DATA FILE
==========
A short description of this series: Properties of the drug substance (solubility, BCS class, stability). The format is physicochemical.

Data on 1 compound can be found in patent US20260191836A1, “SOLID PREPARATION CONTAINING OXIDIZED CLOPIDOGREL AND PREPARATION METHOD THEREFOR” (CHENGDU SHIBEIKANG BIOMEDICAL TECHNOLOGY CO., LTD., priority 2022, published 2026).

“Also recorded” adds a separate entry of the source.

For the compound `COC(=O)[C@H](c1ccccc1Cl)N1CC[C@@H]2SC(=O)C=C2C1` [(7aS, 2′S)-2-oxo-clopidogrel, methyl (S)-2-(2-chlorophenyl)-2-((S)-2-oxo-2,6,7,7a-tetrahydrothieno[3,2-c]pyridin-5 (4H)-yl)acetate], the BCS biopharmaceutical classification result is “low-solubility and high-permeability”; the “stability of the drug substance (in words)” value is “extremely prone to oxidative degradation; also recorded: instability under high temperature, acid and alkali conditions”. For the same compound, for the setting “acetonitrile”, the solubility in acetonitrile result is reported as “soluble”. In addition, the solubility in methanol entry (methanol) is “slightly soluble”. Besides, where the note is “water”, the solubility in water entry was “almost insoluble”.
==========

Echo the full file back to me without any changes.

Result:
A short description of this series: Properties of the drug substance (solubility, BCS class, stability). The format is physicochemical.

Data on 1 compound can be found in patent US20260191836A1, “SOLID PREPARATION CONTAINING OXIDIZED CLOPIDOGREL AND PREPARATION METHOD THEREFOR” (CHENGDU SHIBEIKANG BIOMEDICAL TECHNOLOGY CO., LTD., priority 2022, published 2026).

“Also recorded” adds a separate entry of the source.

For the compound `COC(=O)[C@H](c1ccccc1Cl)N1CC[C@@H]2SC(=O)C=C2C1` [(7aS, 2′S)-2-oxo-clopidogrel, methyl (S)-2-(2-chlorophenyl)-2-((S)-2-oxo-2,6,7,7a-tetrahydrothieno[3,2-c]pyridin-5 (4H)-yl)acetate], the BCS biopharmaceutical classification result is “low-solubility and high-permeability”; the “stability of the drug substance (in words)” value is “extremely prone to oxidative degradation; also recorded: instability under high temperature, acid and alkali conditions”. For the same compound, for the setting “acetonitrile”, the solubility in acetonitrile result is reported as “soluble”. In addition, the solubility in methanol entry (methanol) is “slightly soluble”. Besides, where the note is “water”, the solubility in water entry was “almost insoluble”.